8.19. Under what conditions should the initial interview take place? List four conditions that encourage effective communication.
8.20. List the three main objectives of a contact investigation that should be kept in mind during the initial patient interview.
8.21. List seven things that the public health worker will need to learn about his or her patient in order to assess potential adherence problems.
|Case Study 8.5
Ms. Bouzide, a 34-year-old mother of four children, has been hospitalized for 3 days for TB disease. She had a severe coughing attack and collapsed on the street before being brought in by an ambulance service. Ms. Bouzide is now well enough for an initial interview; her husband will also be present. You have gathered information from the medical record before the interview and have discussed Ms. Bouzide’s case with a social worker. Here is a brief summary of the background information:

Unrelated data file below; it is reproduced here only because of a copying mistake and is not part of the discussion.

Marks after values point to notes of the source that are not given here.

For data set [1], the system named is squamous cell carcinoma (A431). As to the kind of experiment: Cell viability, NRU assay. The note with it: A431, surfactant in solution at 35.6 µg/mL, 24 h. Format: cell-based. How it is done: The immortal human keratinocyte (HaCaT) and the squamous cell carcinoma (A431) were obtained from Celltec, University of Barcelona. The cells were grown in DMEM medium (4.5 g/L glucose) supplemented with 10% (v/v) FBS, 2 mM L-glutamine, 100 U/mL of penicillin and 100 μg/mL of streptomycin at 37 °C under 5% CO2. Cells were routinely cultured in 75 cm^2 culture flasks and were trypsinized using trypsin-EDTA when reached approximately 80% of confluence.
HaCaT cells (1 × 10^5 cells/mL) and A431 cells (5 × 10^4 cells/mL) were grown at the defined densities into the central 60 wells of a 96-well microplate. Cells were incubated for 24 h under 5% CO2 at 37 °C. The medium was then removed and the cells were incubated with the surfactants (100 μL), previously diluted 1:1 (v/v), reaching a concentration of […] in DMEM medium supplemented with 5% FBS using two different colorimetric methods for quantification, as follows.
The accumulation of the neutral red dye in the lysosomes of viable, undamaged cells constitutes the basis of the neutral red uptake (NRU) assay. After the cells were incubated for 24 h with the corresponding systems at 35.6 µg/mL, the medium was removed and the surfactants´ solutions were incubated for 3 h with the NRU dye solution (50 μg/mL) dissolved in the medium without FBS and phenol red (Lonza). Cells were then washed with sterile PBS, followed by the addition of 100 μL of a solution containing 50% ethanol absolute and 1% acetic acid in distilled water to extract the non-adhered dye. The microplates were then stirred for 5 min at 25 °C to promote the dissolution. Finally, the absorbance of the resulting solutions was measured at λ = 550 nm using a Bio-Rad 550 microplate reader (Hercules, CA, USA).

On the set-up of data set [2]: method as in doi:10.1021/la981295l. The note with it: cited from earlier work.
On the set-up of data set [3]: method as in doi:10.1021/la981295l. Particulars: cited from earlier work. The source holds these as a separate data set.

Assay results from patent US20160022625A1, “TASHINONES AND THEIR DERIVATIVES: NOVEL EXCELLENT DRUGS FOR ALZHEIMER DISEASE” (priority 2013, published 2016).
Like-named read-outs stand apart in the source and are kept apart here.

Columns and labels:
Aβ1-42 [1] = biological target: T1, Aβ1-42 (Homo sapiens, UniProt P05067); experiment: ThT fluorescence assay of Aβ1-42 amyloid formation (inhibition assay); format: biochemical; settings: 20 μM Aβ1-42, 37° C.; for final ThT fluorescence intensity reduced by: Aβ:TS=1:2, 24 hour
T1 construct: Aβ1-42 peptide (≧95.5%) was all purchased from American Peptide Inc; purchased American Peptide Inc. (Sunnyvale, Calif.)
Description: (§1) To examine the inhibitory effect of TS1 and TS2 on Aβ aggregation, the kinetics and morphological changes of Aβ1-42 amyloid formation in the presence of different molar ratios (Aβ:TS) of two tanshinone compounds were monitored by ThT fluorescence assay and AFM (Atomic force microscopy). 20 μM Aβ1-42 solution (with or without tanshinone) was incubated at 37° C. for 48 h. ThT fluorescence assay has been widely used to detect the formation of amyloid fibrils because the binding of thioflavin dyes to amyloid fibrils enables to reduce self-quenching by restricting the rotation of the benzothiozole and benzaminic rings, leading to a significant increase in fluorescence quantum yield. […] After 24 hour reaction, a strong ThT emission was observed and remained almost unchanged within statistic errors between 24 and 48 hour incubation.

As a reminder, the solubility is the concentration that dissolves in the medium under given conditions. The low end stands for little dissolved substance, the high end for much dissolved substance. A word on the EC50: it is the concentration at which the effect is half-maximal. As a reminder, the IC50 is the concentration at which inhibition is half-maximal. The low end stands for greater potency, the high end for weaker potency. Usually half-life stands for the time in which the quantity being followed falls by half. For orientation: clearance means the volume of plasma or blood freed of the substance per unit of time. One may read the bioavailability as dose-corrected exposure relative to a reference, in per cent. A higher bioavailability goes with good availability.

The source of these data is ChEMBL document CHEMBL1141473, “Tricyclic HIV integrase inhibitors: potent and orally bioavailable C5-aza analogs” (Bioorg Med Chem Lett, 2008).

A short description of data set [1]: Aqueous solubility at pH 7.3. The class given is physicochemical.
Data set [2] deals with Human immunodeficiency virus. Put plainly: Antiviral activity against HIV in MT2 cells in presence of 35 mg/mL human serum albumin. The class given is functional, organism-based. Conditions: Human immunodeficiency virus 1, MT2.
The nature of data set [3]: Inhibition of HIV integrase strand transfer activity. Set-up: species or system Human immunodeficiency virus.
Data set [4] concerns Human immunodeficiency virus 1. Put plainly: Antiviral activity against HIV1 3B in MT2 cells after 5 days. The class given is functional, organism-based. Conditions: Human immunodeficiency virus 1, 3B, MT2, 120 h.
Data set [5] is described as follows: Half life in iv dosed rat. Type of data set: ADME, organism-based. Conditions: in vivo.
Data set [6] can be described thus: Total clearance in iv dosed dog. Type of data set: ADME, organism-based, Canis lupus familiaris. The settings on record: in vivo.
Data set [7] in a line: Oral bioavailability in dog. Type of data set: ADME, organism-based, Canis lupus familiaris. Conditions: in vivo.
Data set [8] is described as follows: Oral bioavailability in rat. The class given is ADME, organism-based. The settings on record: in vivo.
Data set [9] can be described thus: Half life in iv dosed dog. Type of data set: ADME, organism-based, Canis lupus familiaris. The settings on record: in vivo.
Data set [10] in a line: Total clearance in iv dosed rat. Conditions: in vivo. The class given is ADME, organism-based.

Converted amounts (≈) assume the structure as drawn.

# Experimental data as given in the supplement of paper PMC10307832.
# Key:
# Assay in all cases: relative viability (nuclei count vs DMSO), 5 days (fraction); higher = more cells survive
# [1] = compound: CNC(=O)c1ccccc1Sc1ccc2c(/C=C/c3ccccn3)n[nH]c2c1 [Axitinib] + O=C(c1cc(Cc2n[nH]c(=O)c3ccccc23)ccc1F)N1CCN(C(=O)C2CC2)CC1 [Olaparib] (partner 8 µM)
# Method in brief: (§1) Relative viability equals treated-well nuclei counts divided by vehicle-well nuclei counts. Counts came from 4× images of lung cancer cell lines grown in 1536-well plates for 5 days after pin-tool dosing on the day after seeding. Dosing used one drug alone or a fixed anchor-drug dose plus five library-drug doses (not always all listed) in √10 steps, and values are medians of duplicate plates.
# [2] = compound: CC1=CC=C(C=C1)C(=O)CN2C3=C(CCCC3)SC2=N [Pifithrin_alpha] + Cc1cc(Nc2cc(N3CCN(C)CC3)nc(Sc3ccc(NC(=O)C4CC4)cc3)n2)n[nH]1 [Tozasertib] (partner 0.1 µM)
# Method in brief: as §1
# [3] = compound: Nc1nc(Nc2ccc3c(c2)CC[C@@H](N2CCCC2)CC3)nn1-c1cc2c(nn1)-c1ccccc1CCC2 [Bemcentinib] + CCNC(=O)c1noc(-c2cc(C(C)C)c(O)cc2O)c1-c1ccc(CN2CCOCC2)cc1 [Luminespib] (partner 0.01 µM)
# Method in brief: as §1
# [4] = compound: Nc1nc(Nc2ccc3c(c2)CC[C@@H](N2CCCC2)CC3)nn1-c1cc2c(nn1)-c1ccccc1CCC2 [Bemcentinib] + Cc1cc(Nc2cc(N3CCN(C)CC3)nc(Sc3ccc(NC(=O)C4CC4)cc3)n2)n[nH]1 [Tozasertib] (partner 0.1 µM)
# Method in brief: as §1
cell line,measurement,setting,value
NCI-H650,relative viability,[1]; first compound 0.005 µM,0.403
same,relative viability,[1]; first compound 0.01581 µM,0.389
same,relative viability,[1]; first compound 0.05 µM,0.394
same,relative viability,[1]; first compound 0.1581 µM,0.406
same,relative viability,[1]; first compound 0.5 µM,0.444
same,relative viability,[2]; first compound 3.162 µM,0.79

|Case Study 8.6
Mr. Donald is a 26-year-old homeless man who is unemployed. He is also a heavy drinker and uses crack. On admission to the city hospital, Mr. Donald had been complaining of a cough and night sweats. His temperature was 101E F, and he had lost a lot of weight. He was started on TB medications on the day of admission. In the daily progress notes over the 2 weeks following admission, it was noted that the patient's cough and night sweats subsided, his temperature came down to 98.6E F, and his weight increased by 5 pounds.
Mr. Donald’s illness was reported as a suspected TB case by the infection control practitioner. Now that he is feeling better, he keeps threatening to walk out of the hospital to go back to the streets. You need to meet Mr. Donald for an initial patient interview.